Federal appeals court affirms lower court ruling striking down Arkansas work requirement

Secretary of Health and Human Services Alex Azar speaks to reporters at the White House on January 3. He is expected to appeal Friday's ruling. File

Federal appeals court affirms lower court ruling striking down Arkansas work requirement

"We agree with the district court that the alternative objectives of better health outcomes and beneficiary independence are not consistent with Medicaid", the court ruled in its 19-page opinion, authored by Judge David B. Sentelle, a Reagan appointee. They heard arguments on October 11. "It means that thousands of low-income people in Arkansas will maintain their health insurance coverage - coverage that enables them to live, work and participate as fully as they can in their communities".

A federal appeals court has struck down a Trump administration approval of a state plan to add work requirements to the healthcare program that helps with medical costs for some low-income people, known as Medicaid.

A study by researchers at Harvard University past year showed that when the requirements were temporarily in effect in Arkansas before a lower court ruling halted them, almost 20,000 residents lost their health coverage-while the employment rate also went down by 4%.

Kentucky, under a new Democratic governor, terminated the work requirements at the end of 2019 and asked to dismiss the case at the appeals court.

"The Secretary's approval of the Arkansas Works Amendments is arbitrary and capricious because it did not address-despite receiving substantial comments on the matter-whether and how the project would implicate the "core" objective of Medicaid: the provision of medical coverage to the needy", he wrote. But in 2010, Congress expanded the program to low-income adults that didn't fit the previous categories. ME abandoned the work requirement for its low-income health insurance program in January.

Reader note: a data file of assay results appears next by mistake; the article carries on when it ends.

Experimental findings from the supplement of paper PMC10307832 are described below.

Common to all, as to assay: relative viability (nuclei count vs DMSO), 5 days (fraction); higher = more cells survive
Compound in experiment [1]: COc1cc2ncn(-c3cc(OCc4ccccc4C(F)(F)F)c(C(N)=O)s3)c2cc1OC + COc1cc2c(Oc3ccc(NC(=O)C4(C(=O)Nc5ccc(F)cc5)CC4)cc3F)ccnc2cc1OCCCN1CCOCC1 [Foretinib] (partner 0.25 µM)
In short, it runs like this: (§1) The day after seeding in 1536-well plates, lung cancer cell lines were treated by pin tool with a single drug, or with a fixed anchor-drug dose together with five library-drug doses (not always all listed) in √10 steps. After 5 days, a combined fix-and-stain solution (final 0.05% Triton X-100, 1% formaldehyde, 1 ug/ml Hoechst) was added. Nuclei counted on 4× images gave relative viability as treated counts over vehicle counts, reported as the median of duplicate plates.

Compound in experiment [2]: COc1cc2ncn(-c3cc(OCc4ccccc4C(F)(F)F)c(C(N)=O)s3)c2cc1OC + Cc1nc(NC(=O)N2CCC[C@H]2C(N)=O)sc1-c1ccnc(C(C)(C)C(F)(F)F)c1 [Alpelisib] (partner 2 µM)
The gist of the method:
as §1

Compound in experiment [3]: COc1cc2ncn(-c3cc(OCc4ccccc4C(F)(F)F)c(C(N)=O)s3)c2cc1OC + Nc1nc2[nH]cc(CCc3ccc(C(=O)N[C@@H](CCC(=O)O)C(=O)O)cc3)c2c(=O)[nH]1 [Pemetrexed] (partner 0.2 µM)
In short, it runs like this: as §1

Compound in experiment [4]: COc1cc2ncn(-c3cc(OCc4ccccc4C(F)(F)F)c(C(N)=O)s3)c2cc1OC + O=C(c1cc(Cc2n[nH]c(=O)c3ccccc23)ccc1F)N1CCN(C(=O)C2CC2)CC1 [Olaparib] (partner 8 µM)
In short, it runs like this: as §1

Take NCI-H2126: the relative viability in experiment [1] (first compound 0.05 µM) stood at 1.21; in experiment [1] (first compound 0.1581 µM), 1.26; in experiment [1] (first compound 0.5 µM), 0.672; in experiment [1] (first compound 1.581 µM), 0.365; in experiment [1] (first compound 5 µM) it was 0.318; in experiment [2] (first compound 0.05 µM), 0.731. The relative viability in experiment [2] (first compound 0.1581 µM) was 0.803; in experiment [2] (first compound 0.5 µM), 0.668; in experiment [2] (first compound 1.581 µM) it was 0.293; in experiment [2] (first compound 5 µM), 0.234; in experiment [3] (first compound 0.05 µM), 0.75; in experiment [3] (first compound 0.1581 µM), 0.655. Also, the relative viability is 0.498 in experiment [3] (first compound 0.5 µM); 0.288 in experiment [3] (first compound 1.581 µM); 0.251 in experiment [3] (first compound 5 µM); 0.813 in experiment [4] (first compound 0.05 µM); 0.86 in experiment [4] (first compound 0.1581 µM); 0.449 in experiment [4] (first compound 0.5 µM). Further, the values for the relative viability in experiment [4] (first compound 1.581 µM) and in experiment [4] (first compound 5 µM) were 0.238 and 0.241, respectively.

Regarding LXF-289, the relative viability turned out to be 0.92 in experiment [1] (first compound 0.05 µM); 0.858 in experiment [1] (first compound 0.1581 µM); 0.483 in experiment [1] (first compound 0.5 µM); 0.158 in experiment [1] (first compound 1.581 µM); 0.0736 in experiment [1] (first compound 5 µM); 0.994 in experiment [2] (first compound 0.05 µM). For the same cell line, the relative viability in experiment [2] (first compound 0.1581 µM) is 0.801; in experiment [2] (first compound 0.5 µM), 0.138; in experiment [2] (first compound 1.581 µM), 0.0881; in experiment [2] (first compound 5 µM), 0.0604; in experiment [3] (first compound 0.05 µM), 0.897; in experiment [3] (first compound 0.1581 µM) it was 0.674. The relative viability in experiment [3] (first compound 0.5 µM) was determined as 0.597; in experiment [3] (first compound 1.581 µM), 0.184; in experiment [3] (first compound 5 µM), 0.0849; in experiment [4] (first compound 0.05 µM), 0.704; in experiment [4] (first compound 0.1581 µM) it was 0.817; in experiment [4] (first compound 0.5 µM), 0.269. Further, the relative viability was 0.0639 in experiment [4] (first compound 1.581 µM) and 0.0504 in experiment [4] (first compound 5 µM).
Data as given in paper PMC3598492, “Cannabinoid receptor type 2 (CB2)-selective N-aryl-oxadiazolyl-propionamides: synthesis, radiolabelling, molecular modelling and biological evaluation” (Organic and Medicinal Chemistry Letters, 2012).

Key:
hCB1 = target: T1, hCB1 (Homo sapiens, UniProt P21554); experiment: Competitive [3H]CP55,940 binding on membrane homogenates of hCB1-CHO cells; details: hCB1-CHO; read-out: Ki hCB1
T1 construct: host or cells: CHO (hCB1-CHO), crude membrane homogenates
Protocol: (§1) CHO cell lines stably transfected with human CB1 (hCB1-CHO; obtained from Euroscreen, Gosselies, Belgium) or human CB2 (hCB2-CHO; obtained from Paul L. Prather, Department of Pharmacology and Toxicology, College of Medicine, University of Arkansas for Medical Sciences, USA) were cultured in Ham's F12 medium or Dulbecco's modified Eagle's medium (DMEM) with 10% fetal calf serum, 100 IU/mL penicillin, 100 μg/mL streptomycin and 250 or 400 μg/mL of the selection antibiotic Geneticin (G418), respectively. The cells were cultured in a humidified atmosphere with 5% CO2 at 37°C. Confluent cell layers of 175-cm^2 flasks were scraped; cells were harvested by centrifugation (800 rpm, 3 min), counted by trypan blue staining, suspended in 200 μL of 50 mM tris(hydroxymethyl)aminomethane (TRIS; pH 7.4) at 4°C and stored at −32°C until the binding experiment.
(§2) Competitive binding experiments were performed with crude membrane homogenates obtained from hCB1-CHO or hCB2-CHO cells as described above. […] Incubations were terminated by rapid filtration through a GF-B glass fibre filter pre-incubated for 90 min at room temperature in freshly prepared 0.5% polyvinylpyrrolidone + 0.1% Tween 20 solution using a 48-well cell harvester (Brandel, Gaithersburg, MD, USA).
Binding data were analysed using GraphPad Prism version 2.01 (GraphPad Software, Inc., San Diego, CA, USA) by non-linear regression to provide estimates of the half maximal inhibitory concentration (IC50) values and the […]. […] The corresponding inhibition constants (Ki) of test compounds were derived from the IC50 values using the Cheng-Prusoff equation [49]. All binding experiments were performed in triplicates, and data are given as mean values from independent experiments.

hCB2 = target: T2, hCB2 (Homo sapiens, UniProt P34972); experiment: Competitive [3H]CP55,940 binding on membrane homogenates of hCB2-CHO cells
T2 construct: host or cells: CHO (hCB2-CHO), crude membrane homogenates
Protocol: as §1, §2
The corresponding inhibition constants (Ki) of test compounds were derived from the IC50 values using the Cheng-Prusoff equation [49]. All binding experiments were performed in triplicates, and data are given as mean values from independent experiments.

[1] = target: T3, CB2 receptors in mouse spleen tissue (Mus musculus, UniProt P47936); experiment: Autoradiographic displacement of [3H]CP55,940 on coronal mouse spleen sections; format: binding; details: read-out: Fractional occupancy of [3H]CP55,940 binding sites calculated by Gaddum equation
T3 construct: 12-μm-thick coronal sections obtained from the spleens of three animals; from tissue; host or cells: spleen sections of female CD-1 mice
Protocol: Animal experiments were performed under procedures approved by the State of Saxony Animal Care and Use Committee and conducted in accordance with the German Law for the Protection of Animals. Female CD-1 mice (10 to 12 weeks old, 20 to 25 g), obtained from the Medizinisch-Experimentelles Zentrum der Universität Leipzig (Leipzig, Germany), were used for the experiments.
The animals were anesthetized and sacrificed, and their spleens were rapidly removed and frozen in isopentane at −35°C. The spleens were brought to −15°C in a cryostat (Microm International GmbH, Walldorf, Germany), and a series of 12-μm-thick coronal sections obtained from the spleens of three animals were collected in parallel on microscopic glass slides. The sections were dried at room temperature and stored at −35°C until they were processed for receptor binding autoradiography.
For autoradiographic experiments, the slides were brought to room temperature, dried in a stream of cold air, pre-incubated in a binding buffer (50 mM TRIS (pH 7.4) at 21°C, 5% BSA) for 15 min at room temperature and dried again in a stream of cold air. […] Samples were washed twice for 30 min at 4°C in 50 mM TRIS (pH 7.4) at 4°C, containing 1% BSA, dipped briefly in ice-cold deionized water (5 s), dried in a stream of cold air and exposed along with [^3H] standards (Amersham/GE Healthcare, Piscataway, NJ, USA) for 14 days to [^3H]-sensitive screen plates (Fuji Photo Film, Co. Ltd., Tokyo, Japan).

The federal government says the ACA authorized grants for states that give Medicaid recipients incentives for various "healthy behaviors" such as community engagement and financial independence. The state later reported more than 18,000 people dropped from the rolls, but it wasn't clear how many obtained other coverage.

One of the requirements the court noted received the most attention was for Medicaid recipients between 19 and 49, requiring them to "work or engage in specified educational, job training, or job search activities for at least 80 hours per month".

"We hope the federal government and the states will return to focusing on expanding coverage and access, so that everyone-regardless of economic status-can be healthy", said Sam Brooke, deputy legal director at the Southern Poverty Law Project.

What's next: The most likely next step is an appeal to the Supreme Court.

It isn't clear whether the justices would take the case.

The court found that it is "indisputably correct that the principal objective of Medicaid is providing health care coverage" and that work requirements for "able-bodied" people lack specific legal authorization.

Friday's ruling may serve as a warning for future approvals.

Critics of the temporarily-imposed restrictions, which the Trump administration has adopted in 10 states but which have faced legal challenges and have been halted across the country, applauded the challenge to what disability rights advocate and attorney Matthew Cortland called "work-or-die requirements". "But they probably won't".

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